Coinbase told its customers on Friday that it plans to comply with a court order and hand over about 13,000 customers’ data to the IRS within 21 days. The IRS made the request back in November 2016, asking for the Coinbase records of all the people who bought bitcoin from 2013 to 2015 to seek out those who were evading cryptocurrency taxes. Anyone affected by the order should now have received an email from Coinbase to that effect.
Coinbase heavily resisted the summons. But ultimately, in November last year, the San Francisco court ruled Coinbase had to turn over identifying records for all users who have completed transactions of more than $20,000 through their accounts in a single year between 2013 and 2015. The data requested includes taxpayer IDs, names, dates of birth, addresses, and transaction records from that period.
In an email and on its website on Friday, Coinbase noted that it had tried: “Coinbase fought this summons in court in an effort to protect its customers, and the industry as a whole, from unwarranted intrusions from the government.”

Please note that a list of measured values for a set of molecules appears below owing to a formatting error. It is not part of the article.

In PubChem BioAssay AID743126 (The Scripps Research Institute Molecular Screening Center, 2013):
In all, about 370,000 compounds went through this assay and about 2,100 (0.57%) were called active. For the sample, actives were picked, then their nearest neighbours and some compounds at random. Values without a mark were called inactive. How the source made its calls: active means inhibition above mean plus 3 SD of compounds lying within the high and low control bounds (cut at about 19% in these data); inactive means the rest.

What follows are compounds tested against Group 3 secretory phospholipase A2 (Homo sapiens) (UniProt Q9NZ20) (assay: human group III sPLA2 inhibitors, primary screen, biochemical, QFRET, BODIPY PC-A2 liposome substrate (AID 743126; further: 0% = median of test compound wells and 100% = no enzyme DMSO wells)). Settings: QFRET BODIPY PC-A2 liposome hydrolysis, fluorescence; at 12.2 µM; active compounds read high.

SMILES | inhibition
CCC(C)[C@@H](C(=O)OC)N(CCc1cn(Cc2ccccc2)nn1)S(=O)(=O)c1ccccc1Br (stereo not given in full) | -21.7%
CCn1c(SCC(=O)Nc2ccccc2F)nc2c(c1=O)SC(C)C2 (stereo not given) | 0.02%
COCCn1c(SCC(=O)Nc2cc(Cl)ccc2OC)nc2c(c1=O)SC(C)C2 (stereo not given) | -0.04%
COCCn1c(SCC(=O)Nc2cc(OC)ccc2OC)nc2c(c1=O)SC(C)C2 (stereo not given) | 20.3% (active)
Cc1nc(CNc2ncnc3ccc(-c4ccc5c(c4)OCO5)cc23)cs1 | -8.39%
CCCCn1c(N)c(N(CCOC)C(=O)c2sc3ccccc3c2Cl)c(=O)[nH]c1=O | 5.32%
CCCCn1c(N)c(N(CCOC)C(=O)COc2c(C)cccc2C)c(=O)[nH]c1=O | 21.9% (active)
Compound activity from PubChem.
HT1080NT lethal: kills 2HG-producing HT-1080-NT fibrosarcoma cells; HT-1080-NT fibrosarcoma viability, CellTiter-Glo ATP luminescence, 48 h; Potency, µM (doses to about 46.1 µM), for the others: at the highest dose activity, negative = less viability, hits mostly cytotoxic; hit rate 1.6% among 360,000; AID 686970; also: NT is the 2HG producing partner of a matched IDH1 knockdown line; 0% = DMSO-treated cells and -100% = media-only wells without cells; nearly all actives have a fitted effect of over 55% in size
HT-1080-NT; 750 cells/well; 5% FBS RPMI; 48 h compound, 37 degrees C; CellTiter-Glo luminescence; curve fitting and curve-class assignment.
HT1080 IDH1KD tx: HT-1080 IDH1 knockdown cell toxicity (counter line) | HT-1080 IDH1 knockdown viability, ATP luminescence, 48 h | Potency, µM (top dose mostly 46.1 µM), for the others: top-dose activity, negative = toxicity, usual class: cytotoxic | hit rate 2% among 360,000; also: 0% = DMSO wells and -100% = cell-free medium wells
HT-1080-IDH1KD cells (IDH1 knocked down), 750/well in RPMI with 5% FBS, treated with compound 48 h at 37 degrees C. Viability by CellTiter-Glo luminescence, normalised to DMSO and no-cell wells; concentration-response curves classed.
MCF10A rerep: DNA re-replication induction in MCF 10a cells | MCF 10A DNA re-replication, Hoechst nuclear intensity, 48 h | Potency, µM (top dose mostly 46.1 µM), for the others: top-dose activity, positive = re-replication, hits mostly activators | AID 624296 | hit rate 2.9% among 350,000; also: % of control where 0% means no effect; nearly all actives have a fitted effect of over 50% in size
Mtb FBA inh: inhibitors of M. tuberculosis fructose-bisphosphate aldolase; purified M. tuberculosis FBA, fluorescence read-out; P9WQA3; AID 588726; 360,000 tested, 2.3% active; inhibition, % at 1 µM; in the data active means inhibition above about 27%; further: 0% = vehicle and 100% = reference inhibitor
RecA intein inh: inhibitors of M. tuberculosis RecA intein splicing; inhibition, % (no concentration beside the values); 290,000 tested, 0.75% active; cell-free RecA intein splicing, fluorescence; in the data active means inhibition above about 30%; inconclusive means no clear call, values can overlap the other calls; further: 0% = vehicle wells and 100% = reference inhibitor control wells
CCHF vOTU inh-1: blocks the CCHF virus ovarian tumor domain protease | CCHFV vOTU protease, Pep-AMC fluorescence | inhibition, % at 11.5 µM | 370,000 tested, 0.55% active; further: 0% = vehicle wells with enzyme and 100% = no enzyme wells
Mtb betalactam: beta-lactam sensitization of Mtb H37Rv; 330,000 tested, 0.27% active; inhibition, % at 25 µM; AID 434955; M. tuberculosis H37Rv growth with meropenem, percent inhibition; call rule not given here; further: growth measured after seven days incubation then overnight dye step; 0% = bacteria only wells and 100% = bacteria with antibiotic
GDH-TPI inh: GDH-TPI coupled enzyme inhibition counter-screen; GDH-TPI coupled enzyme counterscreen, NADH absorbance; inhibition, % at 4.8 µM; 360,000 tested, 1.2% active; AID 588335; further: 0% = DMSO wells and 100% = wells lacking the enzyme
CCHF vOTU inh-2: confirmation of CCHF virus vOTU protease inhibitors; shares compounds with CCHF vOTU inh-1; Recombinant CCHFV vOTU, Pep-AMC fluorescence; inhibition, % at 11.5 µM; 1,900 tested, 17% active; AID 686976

It informed its 13,000 affected customers that the “court order requires us to produce information specific to your account,” but that the company could not provide legal or tax advice. So far, 2018 is shaping up to be the year that tax collectors get serious about bitcoin earnings, meaning that it’s a good time to be extra careful about compliance.
The latest IRS notice comes three weeks after Coinbase issued 1099-K tax forms, reminding customers to pay taxes on their crypto gains. (See also: Coinbase Issues 1099s: Reminds Users to Pay Taxes on Bitcoin Gains.)
Not surprisingly, many Coinbase customers are not pleased. Some feel that the decentralized and unregulated nature of cryptocurrencies make the investments immune to taxation, but alas, this apparently is not the case.
Many users were also furious that Coinbase had not given them more-advanced notice that they would have to file taxes on their crypto investment gains.